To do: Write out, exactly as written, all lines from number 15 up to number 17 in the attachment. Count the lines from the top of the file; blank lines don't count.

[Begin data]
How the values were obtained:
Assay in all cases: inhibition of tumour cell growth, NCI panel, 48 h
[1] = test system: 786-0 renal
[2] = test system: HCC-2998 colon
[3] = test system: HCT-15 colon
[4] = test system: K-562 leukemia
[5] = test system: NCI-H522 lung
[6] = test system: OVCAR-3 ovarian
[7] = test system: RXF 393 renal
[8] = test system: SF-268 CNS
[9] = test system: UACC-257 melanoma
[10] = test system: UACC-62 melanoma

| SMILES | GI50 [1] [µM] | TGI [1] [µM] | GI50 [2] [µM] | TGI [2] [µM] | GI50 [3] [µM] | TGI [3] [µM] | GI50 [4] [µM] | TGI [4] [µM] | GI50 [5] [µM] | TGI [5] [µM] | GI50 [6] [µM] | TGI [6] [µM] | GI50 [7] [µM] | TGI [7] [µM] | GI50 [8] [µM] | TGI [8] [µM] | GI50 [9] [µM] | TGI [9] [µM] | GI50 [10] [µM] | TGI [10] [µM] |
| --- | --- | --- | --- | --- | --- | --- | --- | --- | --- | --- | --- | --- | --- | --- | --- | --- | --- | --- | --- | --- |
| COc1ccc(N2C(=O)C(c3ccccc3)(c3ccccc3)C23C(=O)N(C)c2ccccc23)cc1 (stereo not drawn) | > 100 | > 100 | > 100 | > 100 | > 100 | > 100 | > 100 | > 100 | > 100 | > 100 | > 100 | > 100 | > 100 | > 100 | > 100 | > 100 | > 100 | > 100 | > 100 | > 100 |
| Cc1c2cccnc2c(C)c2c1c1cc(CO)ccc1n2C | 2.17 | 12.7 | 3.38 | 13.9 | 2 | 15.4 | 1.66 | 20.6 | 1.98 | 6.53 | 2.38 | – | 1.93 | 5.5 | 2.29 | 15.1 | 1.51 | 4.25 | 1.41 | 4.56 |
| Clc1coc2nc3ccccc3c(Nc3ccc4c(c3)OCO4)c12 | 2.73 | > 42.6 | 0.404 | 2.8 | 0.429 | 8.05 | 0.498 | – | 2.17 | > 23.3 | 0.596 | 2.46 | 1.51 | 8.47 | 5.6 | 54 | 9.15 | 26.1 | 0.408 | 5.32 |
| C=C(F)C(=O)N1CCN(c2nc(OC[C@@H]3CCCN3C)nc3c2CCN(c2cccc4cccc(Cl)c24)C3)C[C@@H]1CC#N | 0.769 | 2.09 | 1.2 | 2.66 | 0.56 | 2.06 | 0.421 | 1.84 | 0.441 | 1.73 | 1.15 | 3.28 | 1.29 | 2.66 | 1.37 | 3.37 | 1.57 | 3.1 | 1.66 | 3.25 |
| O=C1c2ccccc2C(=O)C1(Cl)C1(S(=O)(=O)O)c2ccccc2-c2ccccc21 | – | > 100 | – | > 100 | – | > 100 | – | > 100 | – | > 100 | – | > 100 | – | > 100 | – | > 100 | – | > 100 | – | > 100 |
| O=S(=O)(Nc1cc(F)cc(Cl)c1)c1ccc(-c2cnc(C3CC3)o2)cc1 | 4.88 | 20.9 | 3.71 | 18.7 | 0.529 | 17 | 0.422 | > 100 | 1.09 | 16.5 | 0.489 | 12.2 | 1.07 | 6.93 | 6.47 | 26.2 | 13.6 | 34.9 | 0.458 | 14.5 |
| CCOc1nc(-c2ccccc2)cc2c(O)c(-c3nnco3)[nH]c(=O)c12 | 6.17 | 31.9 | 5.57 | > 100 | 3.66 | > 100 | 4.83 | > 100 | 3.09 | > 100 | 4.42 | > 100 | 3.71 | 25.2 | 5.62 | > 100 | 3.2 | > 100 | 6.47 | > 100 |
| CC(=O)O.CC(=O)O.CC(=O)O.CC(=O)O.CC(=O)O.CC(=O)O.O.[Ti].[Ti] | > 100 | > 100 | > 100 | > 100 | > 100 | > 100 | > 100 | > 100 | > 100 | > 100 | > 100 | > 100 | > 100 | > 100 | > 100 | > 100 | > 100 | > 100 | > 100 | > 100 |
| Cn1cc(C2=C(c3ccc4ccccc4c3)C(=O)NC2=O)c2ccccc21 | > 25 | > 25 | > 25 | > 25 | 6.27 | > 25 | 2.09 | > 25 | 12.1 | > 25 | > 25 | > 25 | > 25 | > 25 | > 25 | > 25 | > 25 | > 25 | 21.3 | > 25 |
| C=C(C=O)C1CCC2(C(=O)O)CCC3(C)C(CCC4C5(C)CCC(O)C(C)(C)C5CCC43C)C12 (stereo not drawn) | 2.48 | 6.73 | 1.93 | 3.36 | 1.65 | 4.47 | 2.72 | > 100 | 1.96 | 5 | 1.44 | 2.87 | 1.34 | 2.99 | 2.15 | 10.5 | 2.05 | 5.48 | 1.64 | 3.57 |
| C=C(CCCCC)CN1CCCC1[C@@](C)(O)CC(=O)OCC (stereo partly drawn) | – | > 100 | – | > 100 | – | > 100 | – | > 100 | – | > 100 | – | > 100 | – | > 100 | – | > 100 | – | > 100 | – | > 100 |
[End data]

| COc1ccc(N2C(=O)C(c3ccccc3)(c3ccccc3)C23C(=O)N(C)c2ccccc23)cc1 (stereo not drawn) | > 100 | > 100 | > 100 | > 100 | > 100 | > 100 | > 100 | > 100 | > 100 | > 100 | > 100 | > 100 | > 100 | > 100 | > 100 | > 100 | > 100 | > 100 | > 100 | > 100 |
| Cc1c2cccnc2c(C)c2c1c1cc(CO)ccc1n2C | 2.17 | 12.7 | 3.38 | 13.9 | 2 | 15.4 | 1.66 | 20.6 | 1.98 | 6.53 | 2.38 | – | 1.93 | 5.5 | 2.29 | 15.1 | 1.51 | 4.25 | 1.41 | 4.56 |
| Clc1coc2nc3ccccc3c(Nc3ccc4c(c3)OCO4)c12 | 2.73 | > 42.6 | 0.404 | 2.8 | 0.429 | 8.05 | 0.498 | – | 2.17 | > 23.3 | 0.596 | 2.46 | 1.51 | 8.47 | 5.6 | 54 | 9.15 | 26.1 | 0.408 | 5.32 |